Click to Skip Ad
Closing in...
Celebrating 17 Years of Film.Biz.Fans.

Movie Reviews

  • Indiewire
    0 comments
    tweet
    0

    Borrowing From Himself: Sam Raimi's "Drag Me To Hell"

    EDITOR'S NOTE: This review was originally published as part of indieWIRE's coverage of the 2009 SXSW Film Festival.

    Read More »
  • Indiewire
    0 comments
    tweet
    0

    Cello and Goodbye: Yojiro Takita's "Departures"

    A feel-good dramedy about death, Yojiro Takita's "Departures" would seem to be the first Japanese import in the U.S. in quite some time with a real chance for art-house success, rather than mere fanboy buzz. Not that there's anything wrong with that, of course, but "Departures" is a particularly silly, histrionic slab of moviemaking. Its setup would seem to imply classical Japanese formal control -- a young man gradually learning the graceful ways of casketing the dead, i.e. sending them off into the afterlife with ceremonial efficiency and elegance. It's both refreshing and also a bit of a letdown, then, that Takita is less a ikebana-like s...

    Read More »
  • Indiewire
    1 comment
    tweet
    0

    Forward Thinking: Lee Isaac Chung's "Munyurangabo"

    [Editor's Note: "Munyurangabo" opens this Friday at New York's Anthology Film Archives.]

    Read More »
  • Indiewire
    0 comments
    tweet
    0

    In Favor of Imagery: Tsai's "Visage" Paints a Puzzling, Pretty Picture

    From the very first minutes of "Visage" ("Face"), director Tsai Ming-liang stakes out familiar territory. But familiarity in a Tsai Ming-liang movie is an elusive thing. Working in abstract mode, Tsai depicts strange and cryptic moods, regardless of his intentions. The immediate thematic parallel to his earlier work arrives when a Taiwanese filmmaker (Lee Kang-Sheng) copes with a late night kitchen leak that ultimately floods his entire apartment. The progression from slice-of-life detail to slapstick comedy and ultimately lyricism happens swiftly, echoing a scene in Tsai's first feature, "Rebels of the Neon God." In "Visage," water symbolize...

    Read More »
  • Indiewire
    1 comment
    tweet
    0

    Low on Luster, Gilliam's "Imaginarium of Doctor Parnassus" Winds up a Sideshow

    Marred by shoddy special effects and half-formed fantastical conceits, Terry Gilliam's "The Imaginarium of Doctor Parnassus" has the feeling of a comic fantasia desperately seeking to find its rhythm. Nearly abandoned after the sudden death of leading man Heath Ledger prior to completing production ...

    Read More »
  • Indiewire
    0 comments
    tweet
    0

    Does It Take This Village? "White Ribbon" Ascends Art

    Despair haunts every moment of Michael Haneke's "The White Ribbon." The director's dour, Bergmanesque black-and-white portrait of enigmas and familial discord in a Protestant German village at the beginning of the twentieth century peddles in the art of downbeat expressionism....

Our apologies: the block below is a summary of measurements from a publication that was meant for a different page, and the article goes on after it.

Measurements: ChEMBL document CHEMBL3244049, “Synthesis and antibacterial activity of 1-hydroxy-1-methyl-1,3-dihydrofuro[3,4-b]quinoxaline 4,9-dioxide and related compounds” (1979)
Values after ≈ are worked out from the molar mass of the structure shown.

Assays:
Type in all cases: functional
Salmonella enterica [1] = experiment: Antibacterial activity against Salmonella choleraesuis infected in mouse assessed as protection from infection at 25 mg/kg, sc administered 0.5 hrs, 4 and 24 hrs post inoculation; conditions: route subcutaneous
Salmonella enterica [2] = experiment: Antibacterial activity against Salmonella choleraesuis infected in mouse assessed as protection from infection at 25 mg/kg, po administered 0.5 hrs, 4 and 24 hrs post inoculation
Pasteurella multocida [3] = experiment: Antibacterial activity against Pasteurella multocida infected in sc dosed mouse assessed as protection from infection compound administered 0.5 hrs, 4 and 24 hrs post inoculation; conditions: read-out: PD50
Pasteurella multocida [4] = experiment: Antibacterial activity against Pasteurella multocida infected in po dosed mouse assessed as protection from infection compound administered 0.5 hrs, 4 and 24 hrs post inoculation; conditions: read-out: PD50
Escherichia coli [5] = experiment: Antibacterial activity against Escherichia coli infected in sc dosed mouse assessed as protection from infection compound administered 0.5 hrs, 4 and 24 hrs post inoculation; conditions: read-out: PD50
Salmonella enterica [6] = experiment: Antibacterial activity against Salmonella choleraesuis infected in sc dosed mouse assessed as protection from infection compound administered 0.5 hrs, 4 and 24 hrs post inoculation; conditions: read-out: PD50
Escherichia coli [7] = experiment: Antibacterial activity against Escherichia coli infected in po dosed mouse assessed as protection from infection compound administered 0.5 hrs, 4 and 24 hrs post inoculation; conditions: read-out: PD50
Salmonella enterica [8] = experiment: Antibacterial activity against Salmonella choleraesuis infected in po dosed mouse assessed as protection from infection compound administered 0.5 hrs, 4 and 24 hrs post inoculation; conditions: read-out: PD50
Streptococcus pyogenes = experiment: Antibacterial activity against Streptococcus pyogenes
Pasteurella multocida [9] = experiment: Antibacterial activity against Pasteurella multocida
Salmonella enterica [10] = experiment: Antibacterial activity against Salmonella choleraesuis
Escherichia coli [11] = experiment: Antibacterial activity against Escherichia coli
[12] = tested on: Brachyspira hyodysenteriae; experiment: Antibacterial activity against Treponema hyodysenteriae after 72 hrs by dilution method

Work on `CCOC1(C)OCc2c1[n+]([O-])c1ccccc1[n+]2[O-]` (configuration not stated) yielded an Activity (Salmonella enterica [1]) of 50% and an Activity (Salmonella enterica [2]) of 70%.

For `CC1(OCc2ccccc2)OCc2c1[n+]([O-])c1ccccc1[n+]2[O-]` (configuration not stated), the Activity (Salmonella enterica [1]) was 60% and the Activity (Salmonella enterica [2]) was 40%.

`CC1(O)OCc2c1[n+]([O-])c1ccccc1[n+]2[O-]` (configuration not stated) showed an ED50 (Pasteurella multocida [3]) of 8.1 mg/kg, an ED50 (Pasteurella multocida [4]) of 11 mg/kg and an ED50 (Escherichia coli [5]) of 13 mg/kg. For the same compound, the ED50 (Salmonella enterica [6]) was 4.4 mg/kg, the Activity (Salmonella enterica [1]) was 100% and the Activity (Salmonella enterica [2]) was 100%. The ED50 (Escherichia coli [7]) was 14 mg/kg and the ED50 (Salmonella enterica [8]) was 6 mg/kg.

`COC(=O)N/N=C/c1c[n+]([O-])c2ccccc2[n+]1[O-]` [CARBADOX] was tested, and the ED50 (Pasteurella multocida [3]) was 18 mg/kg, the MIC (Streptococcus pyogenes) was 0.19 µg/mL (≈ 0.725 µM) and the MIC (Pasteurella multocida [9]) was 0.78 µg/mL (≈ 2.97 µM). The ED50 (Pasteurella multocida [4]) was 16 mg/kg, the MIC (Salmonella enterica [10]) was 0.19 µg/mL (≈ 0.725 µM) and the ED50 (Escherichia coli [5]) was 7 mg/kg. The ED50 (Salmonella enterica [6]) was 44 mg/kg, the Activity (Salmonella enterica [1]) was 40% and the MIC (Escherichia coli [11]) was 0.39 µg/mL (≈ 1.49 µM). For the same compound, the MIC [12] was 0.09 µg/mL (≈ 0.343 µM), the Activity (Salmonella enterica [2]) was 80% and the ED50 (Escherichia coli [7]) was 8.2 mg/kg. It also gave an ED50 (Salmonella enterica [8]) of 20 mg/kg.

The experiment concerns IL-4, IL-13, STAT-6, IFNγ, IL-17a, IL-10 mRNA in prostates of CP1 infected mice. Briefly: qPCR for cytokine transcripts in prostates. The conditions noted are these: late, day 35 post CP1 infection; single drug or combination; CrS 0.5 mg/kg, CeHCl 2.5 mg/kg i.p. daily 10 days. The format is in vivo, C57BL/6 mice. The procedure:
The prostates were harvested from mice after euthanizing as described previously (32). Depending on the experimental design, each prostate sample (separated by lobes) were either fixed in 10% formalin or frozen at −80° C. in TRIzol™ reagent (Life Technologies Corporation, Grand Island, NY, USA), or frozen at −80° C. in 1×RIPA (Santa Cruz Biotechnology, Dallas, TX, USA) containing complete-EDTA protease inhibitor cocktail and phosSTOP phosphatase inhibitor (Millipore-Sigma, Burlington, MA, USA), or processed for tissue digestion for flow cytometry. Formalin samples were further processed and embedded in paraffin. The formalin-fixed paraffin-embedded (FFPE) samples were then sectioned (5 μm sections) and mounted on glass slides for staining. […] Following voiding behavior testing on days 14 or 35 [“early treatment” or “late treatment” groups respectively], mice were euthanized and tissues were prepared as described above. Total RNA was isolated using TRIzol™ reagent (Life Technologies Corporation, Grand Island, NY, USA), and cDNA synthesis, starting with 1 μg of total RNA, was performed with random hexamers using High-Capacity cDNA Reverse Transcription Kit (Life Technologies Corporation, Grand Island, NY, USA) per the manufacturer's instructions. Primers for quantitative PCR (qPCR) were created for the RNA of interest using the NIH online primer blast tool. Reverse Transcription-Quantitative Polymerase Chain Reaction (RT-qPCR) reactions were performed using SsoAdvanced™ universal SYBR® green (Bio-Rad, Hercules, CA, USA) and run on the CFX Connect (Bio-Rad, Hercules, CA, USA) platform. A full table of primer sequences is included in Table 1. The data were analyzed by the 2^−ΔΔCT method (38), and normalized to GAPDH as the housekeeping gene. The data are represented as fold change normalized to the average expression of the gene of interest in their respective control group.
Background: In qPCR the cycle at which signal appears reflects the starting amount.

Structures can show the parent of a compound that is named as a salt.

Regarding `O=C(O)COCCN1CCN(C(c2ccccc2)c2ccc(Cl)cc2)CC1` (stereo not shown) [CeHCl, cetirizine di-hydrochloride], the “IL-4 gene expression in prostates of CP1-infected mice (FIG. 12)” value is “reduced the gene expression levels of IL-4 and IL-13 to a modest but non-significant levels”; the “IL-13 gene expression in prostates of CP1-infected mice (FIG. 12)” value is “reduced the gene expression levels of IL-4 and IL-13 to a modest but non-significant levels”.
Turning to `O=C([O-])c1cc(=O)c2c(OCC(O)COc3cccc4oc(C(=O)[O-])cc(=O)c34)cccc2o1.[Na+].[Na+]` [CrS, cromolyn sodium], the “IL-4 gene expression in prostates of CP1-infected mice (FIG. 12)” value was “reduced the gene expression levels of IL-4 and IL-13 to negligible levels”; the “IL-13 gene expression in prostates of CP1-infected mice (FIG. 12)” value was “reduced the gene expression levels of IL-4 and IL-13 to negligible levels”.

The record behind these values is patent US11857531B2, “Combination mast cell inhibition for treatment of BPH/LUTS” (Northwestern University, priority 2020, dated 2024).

Read More »
  • Indiewire
    0 comments
    tweet
    0

    Tone Deaf: Stephan Elliott's "Easy Virtue"

    In the face of the current world financial crisis, is an urbane adaptation of a mid-20s Noel Coward comedy of manners hopelessly out-of-step, or an appropriate cinematic tonic for troubled times? The collapse of economies is perhaps an unnecessary weight with which to burden a film like "Easy Virtue," whose sole aim is providing 90 frothy, mildly entertaining minutes, but lingering around the borders of Stephan Elliott's ("The Adventures of Priscilla Queen of the Desert") take on one of Coward's earlier plays are increasingly relevant questions of wholesale societal change and the decay of class relations. It's a concern of the source text t...

    Read More »
  • Indiewire
    1 comment
    tweet
    0

    Falling Short of Tarantino's Own High Bar, "Inglourious" Goes Bubblegum

    Given what the world expects from Quentin Tarantino - the man, the myth, the pastiche-driven movie machine - his latest feature, "Inglourious Basterds," stands out for its seemingly low ambition. Talked about for years by the filmmaker as his epic "guys-on-a-mission" movie, the final product, unveil...

    Read More »
  • Indiewire
    0 comments
    tweet
    0

    Dargis On Von Trier

    Dargis On Von Trier

    Read More »
  • Indiewire
    0 comments
    tweet
    0

    "Broken" Record: Almodovar's Latest Repeats His Greatest Hits

    Pedro Almodovar offers nothing new in his latest feature, "Abrazos Rotos" ("Broken Embraces"), but that's probably enough for his devout followers. With solid performances and a script that's never too hard on the ears, Spain's superstar director merely repeats the themes and conflicts of his greate...

    Read More »

Popular Posts


  • Oscar Predicts Chart 2014Oscar Predictions 2015 UPDATEThompson on Hollywood
  • TV News for Paris Barclay, Reg E. Cathey, ...Shadow and Act
  • The Kingdom of Dreams and MadnessWatch: Learn The Magic Of Studio Ghibli ...The Playlist
  • Foreign Oscar Pick 'Gospel of the Flesh' ...Thompson on Hollywood
  • Memento, NolanWatch: 24-Minute 'Anatomy Of A Scene' ...The Playlist
  • Better Call SaulWatch: Pick Up The Phone For New Teaser ...The Playlist
  • Watch: Frank Darabont, Morgan Freeman ...The Playlist
  • DOC NYC Reviews: 'Stop,' 'Capturing ...Shadow and Act
  • John Cameron Mitchell Returning To 'Hedwig' .../Bent
  • Michael Pilato paints over image of Jerry SanduskyHappy Valley—Movie ReviewLeonard Maltin
  • Natalie Dormer to Star in BBC2 Period ...Women and Hollywood
  • Richard Linklater Will Receive Casting ...Thompson on Hollywood
  • DOC NYC Review: 'Tales of the Grim Sleeper' ...Shadow and Act
  • Trailers From Hell on Dillinger Dustbowl ...Thompson on Hollywood
  • LatinoBuzz: Interview with 'Calloused ...SydneysBuzz

Latest Tweets


Follow us